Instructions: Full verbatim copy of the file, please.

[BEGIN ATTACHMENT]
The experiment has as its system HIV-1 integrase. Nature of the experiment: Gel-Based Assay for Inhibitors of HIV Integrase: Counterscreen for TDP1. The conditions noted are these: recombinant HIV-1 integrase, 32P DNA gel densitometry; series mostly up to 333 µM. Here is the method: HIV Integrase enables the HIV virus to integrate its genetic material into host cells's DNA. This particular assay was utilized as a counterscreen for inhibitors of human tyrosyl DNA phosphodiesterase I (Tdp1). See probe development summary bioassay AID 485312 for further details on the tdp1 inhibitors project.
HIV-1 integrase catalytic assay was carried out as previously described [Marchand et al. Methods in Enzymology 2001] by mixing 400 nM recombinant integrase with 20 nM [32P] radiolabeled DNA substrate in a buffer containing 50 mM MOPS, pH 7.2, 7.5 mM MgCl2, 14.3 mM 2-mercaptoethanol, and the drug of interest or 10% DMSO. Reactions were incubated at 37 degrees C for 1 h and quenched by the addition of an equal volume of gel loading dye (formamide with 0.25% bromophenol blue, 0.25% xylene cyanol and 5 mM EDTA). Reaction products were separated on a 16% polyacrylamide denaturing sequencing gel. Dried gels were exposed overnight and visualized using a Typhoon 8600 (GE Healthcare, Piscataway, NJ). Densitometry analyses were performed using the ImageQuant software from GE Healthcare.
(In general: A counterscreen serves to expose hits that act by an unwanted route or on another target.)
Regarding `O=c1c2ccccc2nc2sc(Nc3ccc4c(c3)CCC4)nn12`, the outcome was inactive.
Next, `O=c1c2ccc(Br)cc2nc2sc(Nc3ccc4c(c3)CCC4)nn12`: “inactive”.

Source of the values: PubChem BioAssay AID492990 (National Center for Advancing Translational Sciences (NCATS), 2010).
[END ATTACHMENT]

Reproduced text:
The experiment has as its system HIV-1 integrase. Nature of the experiment: Gel-Based Assay for Inhibitors of HIV Integrase: Counterscreen for TDP1. The conditions noted are these: recombinant HIV-1 integrase, 32P DNA gel densitometry; series mostly up to 333 µM. Here is the method: HIV Integrase enables the HIV virus to integrate its genetic material into host cells's DNA. This particular assay was utilized as a counterscreen for inhibitors of human tyrosyl DNA phosphodiesterase I (Tdp1). See probe development summary bioassay AID 485312 for further details on the tdp1 inhibitors project.
HIV-1 integrase catalytic assay was carried out as previously described [Marchand et al. Methods in Enzymology 2001] by mixing 400 nM recombinant integrase with 20 nM [32P] radiolabeled DNA substrate in a buffer containing 50 mM MOPS, pH 7.2, 7.5 mM MgCl2, 14.3 mM 2-mercaptoethanol, and the drug of interest or 10% DMSO. Reactions were incubated at 37 degrees C for 1 h and quenched by the addition of an equal volume of gel loading dye (formamide with 0.25% bromophenol blue, 0.25% xylene cyanol and 5 mM EDTA). Reaction products were separated on a 16% polyacrylamide denaturing sequencing gel. Dried gels were exposed overnight and visualized using a Typhoon 8600 (GE Healthcare, Piscataway, NJ). Densitometry analyses were performed using the ImageQuant software from GE Healthcare.
(In general: A counterscreen serves to expose hits that act by an unwanted route or on another target.)
Regarding `O=c1c2ccccc2nc2sc(Nc3ccc4c(c3)CCC4)nn12`, the outcome was inactive.
Next, `O=c1c2ccc(Br)cc2nc2sc(Nc3ccc4c(c3)CCC4)nn12`: “inactive”.

Source of the values: PubChem BioAssay AID492990 (National Center for Advancing Translational Sciences (NCATS), 2010).